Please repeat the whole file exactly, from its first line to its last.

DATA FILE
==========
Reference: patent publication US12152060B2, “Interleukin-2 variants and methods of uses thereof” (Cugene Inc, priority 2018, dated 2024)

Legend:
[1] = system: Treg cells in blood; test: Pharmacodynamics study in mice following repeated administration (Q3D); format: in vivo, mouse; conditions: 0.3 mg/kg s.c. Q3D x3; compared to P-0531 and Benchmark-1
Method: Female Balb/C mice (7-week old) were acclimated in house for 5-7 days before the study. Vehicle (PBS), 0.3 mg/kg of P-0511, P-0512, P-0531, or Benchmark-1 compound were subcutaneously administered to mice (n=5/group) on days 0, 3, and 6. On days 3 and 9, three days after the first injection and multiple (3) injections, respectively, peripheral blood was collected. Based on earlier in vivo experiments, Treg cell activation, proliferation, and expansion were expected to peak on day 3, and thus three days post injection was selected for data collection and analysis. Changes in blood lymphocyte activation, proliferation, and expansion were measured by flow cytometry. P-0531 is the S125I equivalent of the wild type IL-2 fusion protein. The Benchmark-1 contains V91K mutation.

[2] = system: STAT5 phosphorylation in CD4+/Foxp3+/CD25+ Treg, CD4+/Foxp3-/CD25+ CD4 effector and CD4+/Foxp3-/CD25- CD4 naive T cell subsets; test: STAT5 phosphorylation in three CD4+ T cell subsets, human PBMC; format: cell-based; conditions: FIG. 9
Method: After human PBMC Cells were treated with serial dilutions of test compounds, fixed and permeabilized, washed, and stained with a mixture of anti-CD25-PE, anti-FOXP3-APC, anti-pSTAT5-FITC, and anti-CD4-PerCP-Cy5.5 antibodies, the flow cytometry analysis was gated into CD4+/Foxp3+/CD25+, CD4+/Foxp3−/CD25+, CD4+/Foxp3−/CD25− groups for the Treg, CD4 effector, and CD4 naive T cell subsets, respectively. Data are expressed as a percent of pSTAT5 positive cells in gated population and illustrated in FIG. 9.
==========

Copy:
Reference: patent publication US12152060B2, “Interleukin-2 variants and methods of uses thereof” (Cugene Inc, priority 2018, dated 2024)

Legend:
[1] = system: Treg cells in blood; test: Pharmacodynamics study in mice following repeated administration (Q3D); format: in vivo, mouse; conditions: 0.3 mg/kg s.c. Q3D x3; compared to P-0531 and Benchmark-1
Method: Female Balb/C mice (7-week old) were acclimated in house for 5-7 days before the study. Vehicle (PBS), 0.3 mg/kg of P-0511, P-0512, P-0531, or Benchmark-1 compound were subcutaneously administered to mice (n=5/group) on days 0, 3, and 6. On days 3 and 9, three days after the first injection and multiple (3) injections, respectively, peripheral blood was collected. Based on earlier in vivo experiments, Treg cell activation, proliferation, and expansion were expected to peak on day 3, and thus three days post injection was selected for data collection and analysis. Changes in blood lymphocyte activation, proliferation, and expansion were measured by flow cytometry. P-0531 is the S125I equivalent of the wild type IL-2 fusion protein. The Benchmark-1 contains V91K mutation.

[2] = system: STAT5 phosphorylation in CD4+/Foxp3+/CD25+ Treg, CD4+/Foxp3-/CD25+ CD4 effector and CD4+/Foxp3-/CD25- CD4 naive T cell subsets; test: STAT5 phosphorylation in three CD4+ T cell subsets, human PBMC; format: cell-based; conditions: FIG. 9
Method: After human PBMC Cells were treated with serial dilutions of test compounds, fixed and permeabilized, washed, and stained with a mixture of anti-CD25-PE, anti-FOXP3-APC, anti-pSTAT5-FITC, and anti-CD4-PerCP-Cy5.5 antibodies, the flow cytometry analysis was gated into CD4+/Foxp3+/CD25+, CD4+/Foxp3−/CD25+, CD4+/Foxp3−/CD25− groups for the Treg, CD4 effector, and CD4 naive T cell subsets, respectively. Data are expressed as a percent of pSTAT5 positive cells in gated population and illustrated in FIG. 9.